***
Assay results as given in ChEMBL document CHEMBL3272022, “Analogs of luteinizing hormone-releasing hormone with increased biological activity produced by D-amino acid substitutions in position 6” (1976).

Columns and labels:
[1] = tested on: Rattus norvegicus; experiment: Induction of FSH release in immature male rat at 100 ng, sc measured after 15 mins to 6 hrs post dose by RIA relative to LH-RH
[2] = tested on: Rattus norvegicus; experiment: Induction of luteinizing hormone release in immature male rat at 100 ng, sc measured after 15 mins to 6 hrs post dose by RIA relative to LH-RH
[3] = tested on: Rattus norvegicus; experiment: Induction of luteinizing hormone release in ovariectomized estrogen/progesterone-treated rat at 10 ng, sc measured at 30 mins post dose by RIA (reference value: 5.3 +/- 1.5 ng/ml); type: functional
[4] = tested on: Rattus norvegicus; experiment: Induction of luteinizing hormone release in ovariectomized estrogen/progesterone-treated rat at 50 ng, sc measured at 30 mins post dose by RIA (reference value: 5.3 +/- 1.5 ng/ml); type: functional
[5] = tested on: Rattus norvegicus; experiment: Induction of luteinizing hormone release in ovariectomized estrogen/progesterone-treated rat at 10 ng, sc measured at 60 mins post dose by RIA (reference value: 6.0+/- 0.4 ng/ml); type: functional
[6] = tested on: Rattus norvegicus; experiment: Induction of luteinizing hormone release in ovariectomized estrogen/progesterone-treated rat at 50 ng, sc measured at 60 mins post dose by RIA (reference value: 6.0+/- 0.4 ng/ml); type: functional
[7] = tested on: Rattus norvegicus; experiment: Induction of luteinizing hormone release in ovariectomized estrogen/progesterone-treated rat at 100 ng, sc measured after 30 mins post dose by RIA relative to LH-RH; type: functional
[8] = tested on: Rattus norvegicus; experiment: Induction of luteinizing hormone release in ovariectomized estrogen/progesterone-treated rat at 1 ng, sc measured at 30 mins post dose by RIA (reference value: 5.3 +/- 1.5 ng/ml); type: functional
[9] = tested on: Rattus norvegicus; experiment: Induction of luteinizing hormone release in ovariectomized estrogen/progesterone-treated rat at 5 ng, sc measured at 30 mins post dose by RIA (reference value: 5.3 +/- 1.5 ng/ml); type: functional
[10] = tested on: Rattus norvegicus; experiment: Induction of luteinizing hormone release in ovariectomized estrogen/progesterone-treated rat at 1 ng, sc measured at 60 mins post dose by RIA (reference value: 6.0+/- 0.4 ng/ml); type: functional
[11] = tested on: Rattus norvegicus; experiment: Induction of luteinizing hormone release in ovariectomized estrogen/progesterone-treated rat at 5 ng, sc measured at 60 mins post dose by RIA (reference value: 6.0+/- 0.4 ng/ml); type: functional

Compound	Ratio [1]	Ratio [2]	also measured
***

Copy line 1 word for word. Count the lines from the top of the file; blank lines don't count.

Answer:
Assay results as given in ChEMBL document CHEMBL3272022, “Analogs of luteinizing hormone-releasing hormone with increased biological activity produced by D-amino acid substitutions in position 6” (1976).